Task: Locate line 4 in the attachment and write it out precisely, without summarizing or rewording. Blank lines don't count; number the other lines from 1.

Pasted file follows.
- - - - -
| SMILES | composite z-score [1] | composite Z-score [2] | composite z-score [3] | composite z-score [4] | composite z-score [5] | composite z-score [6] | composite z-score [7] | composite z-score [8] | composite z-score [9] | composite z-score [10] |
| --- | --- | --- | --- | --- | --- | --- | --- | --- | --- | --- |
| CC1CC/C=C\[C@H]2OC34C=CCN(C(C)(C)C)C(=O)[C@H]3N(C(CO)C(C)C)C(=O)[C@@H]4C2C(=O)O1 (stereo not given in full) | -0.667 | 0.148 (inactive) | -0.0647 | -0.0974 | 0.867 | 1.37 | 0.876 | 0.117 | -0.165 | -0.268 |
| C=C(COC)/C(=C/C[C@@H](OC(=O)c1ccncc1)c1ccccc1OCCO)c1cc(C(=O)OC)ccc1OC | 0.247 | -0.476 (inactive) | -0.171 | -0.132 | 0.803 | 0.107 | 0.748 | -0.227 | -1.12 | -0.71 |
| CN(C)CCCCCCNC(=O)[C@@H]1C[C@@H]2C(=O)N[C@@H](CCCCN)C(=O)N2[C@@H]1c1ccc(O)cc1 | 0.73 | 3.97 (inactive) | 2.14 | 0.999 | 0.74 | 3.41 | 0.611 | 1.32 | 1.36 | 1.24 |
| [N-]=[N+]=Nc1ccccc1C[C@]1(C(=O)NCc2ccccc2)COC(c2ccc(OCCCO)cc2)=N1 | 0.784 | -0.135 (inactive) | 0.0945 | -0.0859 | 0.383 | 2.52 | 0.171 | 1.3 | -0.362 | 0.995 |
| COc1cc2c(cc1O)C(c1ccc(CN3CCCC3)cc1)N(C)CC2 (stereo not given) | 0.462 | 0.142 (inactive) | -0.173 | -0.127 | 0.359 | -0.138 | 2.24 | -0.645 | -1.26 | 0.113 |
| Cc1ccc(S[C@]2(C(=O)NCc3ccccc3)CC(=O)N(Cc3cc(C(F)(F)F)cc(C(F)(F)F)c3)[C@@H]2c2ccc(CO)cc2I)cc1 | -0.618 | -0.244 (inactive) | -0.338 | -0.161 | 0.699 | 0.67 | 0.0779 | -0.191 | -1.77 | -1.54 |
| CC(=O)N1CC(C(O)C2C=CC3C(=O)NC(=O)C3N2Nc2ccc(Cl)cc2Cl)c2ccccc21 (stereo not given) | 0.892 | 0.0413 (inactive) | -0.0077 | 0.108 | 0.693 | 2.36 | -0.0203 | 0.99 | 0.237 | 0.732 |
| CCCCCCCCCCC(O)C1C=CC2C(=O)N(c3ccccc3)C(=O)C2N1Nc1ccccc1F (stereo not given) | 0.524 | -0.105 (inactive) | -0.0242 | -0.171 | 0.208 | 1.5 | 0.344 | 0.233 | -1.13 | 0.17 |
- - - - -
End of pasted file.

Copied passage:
| C=C(COC)/C(=C/C[C@@H](OC(=O)c1ccncc1)c1ccccc1OCCO)c1cc(C(=O)OC)ccc1OC | 0.247 | -0.476 (inactive) | -0.171 | -0.132 | 0.803 | 0.107 | 0.748 | -0.227 | -1.12 | -0.71 |